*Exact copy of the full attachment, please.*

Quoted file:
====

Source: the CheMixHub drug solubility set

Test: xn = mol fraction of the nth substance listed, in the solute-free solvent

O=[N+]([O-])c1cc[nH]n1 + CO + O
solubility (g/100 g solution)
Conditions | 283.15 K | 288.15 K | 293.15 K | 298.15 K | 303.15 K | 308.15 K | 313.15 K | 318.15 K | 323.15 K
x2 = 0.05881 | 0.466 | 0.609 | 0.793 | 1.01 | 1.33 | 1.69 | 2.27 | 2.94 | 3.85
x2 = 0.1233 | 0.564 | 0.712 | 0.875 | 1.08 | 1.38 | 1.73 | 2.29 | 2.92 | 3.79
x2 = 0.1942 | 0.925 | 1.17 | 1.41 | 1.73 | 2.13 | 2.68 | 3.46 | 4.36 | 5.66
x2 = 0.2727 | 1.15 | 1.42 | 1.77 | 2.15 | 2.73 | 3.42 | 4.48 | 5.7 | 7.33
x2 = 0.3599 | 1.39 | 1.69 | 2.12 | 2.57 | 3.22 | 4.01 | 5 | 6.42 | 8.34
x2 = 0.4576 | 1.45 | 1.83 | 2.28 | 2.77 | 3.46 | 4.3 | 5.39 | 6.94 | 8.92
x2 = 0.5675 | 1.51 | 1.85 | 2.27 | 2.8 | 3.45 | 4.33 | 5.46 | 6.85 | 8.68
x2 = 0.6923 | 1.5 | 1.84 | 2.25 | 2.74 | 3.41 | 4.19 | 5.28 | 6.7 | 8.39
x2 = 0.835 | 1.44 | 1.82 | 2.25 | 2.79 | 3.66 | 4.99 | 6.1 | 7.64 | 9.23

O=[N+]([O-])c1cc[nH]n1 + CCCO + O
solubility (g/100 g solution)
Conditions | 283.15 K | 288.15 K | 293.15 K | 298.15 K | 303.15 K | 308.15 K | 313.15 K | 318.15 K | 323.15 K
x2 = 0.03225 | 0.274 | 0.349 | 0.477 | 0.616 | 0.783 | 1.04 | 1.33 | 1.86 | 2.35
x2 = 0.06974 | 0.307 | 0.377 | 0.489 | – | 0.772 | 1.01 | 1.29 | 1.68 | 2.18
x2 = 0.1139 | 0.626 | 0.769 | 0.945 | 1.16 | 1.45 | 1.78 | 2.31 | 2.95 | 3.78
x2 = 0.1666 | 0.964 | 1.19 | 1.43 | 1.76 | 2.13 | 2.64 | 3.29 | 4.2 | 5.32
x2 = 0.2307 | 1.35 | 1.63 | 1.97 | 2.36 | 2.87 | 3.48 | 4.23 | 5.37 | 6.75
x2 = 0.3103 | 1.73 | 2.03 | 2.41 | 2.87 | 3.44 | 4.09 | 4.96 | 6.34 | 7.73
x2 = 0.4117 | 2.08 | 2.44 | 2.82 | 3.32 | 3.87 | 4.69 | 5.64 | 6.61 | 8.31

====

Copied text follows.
Source: the CheMixHub drug solubility set

Test: xn = mol fraction of the nth substance listed, in the solute-free solvent

O=[N+]([O-])c1cc[nH]n1 + CO + O
solubility (g/100 g solution)
Conditions | 283.15 K | 288.15 K | 293.15 K | 298.15 K | 303.15 K | 308.15 K | 313.15 K | 318.15 K | 323.15 K
x2 = 0.05881 | 0.466 | 0.609 | 0.793 | 1.01 | 1.33 | 1.69 | 2.27 | 2.94 | 3.85
x2 = 0.1233 | 0.564 | 0.712 | 0.875 | 1.08 | 1.38 | 1.73 | 2.29 | 2.92 | 3.79
x2 = 0.1942 | 0.925 | 1.17 | 1.41 | 1.73 | 2.13 | 2.68 | 3.46 | 4.36 | 5.66
x2 = 0.2727 | 1.15 | 1.42 | 1.77 | 2.15 | 2.73 | 3.42 | 4.48 | 5.7 | 7.33
x2 = 0.3599 | 1.39 | 1.69 | 2.12 | 2.57 | 3.22 | 4.01 | 5 | 6.42 | 8.34
x2 = 0.4576 | 1.45 | 1.83 | 2.28 | 2.77 | 3.46 | 4.3 | 5.39 | 6.94 | 8.92
x2 = 0.5675 | 1.51 | 1.85 | 2.27 | 2.8 | 3.45 | 4.33 | 5.46 | 6.85 | 8.68
x2 = 0.6923 | 1.5 | 1.84 | 2.25 | 2.74 | 3.41 | 4.19 | 5.28 | 6.7 | 8.39
x2 = 0.835 | 1.44 | 1.82 | 2.25 | 2.79 | 3.66 | 4.99 | 6.1 | 7.64 | 9.23

O=[N+]([O-])c1cc[nH]n1 + CCCO + O
solubility (g/100 g solution)
Conditions | 283.15 K | 288.15 K | 293.15 K | 298.15 K | 303.15 K | 308.15 K | 313.15 K | 318.15 K | 323.15 K
x2 = 0.03225 | 0.274 | 0.349 | 0.477 | 0.616 | 0.783 | 1.04 | 1.33 | 1.86 | 2.35
x2 = 0.06974 | 0.307 | 0.377 | 0.489 | – | 0.772 | 1.01 | 1.29 | 1.68 | 2.18
x2 = 0.1139 | 0.626 | 0.769 | 0.945 | 1.16 | 1.45 | 1.78 | 2.31 | 2.95 | 3.78
x2 = 0.1666 | 0.964 | 1.19 | 1.43 | 1.76 | 2.13 | 2.64 | 3.29 | 4.2 | 5.32
x2 = 0.2307 | 1.35 | 1.63 | 1.97 | 2.36 | 2.87 | 3.48 | 4.23 | 5.37 | 6.75
x2 = 0.3103 | 1.73 | 2.03 | 2.41 | 2.87 | 3.44 | 4.09 | 4.96 | 6.34 | 7.73
x2 = 0.4117 | 2.08 | 2.44 | 2.82 | 3.32 | 3.87 | 4.69 | 5.64 | 6.61 | 8.31